Aaron J. Brown is an Iron Range writer, radio commentator and college instructor. He is the author of the blog MinnesotaBrown and the book "Overburden: Modern Life on the Iron Range."
From 1996 to 1998, the years I was in senior high school, I worked weekend overnight shifts as an easy listening DJ at 97.9 WEVE in the iron mining town of Eveleth, Minn.
I'd come home from school on Friday afternoon, prepare a bowl of Campbell's soup and cheese sandwich, take a sleeping pill while eating and fall asleep watching tapes of David Letterman, "The X-Files," Conan O'Brien or a movie like "Sneakers." I'd wake up with the alarm at 11, drink a pot of coffee, sneak some cigarettes from my dad and go to work at the radio station for the midnight to 6 a.m. air shift. (Sometimes I'd change into a suit in the station bathroom, compete in a speech meet on Saturday, take another pill and do the same thing Sunday.)
In summary, this period in my life opened up my concept of time to the widest possible definition a teenage mind could handle.
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I am reminded of this as the end of daylight-saving time approaches this weekend. Unless you work overnights you never have to contend with the reality of daylight-saving time. You change your alarm clock before you go to bed and pretend you went to bed early or late, depending on whether it's fall or spring. You persist in a lifelong delusion.
If you've ever worked in radio you know that the program log is the prime directive, declaring the list of songs to play and when to do news, weather, commercials and antennae readings. You sign your name on the log as "operator," accepting that if anything goes seriously wrong during your time you will be fired.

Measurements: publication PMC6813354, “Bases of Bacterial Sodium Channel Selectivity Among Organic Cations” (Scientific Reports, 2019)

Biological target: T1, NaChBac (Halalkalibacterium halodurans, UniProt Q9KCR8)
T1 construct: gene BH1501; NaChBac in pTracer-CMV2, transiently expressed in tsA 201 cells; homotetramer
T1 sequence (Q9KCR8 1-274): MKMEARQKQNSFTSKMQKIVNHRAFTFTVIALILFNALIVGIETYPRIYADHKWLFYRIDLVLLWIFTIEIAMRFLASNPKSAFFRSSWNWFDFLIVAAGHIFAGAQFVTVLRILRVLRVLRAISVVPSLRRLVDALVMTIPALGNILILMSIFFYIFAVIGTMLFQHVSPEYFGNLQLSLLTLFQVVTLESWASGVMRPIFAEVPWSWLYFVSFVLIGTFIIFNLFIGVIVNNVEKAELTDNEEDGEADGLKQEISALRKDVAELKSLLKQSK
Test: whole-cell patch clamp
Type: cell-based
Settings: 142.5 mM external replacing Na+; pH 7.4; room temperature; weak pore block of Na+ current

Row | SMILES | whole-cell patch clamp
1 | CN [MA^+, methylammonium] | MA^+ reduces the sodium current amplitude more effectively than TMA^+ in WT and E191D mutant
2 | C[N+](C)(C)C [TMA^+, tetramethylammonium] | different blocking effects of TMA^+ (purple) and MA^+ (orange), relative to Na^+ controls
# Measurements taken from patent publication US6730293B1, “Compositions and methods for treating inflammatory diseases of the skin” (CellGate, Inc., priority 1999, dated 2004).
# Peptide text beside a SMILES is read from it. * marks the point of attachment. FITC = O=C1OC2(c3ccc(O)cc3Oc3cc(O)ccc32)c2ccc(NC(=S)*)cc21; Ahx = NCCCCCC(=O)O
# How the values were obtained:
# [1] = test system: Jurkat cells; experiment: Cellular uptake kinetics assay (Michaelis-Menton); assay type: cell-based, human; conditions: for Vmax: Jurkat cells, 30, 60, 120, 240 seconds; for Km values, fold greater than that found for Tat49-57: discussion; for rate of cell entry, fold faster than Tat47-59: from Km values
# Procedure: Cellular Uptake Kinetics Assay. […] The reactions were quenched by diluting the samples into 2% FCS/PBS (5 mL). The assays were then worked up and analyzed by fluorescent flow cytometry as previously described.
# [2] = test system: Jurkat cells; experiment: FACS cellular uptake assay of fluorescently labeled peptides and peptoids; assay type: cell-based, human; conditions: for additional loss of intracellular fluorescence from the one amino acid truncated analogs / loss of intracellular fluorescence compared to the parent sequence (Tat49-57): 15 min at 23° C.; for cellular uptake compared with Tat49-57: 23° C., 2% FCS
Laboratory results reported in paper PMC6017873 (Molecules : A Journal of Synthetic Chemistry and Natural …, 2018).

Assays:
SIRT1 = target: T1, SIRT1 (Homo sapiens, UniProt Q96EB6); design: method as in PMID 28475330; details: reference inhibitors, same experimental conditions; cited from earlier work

Like all young radio people I would get in trouble sometimes for gently pushing the edges of the program log decorum, sneaking a Kenny Rogers song in where it did not belong, saying stupid things after stupid news stories, or being cute with the weather (do not be cute with the weather). But, by and large, I followed the program log — until one day in the spring.
It was then I realized that when they say "lose an hour" for daylight-saving time, they really mean lose an hour. The vintage programming software that the program director used had generated an hour of programming for the 2 a.m. hour, with songs weather, news and public service announcements. However, that hour did not actually exist. There was no 2-3 a.m. this day, only a 1-2 and a 3-4.
I wrote "None" on the ghost page in the log and signed my name.
I didn't give this much thought until the next fall, when the opposite problem occurred. Instead of there being no 2 a.m. hour, there would be two such hours. When the clock struck 2 a.m. it went back to 1 a.m. again. This time, the program log was missing a page.
For one glorious hour, fate averted its eyes from free will. There was the assumption of news at the top of the hour and the top of the next, but nothing else was foretold. I wasn't just the operator; I was the controller.
I kept my music within spitting distance of the format. This was a choice. My boss was a night owl, after all. I did play "The Gambler." And I doubled up on CCR, including "Fortunate Son" and "Someday Never Comes," two tracks that normally weren't allowed. I had an excuse ready if he called, which he didn't.
I played "American Pie," which was usually played only when an announcer needed to make an extended bathroom visit or to run out behind the building to whack snow out of the satellite dish with a stick. I played the sprawling rock epic on purpose, smoking cigarettes in the cold out on a deck that overlooked a tiny forest between a car dealership and Highway 53.
When 2 a.m. arrived the second time, I returned to the log, completing a 12-6 a.m. shift that had been seven hours long. I did something similar the following year, but after that I moved up to evening shifts. This means that I got the bonus hour and never had to give it back.
Every year since, I've returned to the notion that we lose these hours in our sleep. I've come to understand that we lose all the hours in our sleep.
I'm glad for the one I wrung out of the night when I was a younger man. I keep that hour to this day, and forever.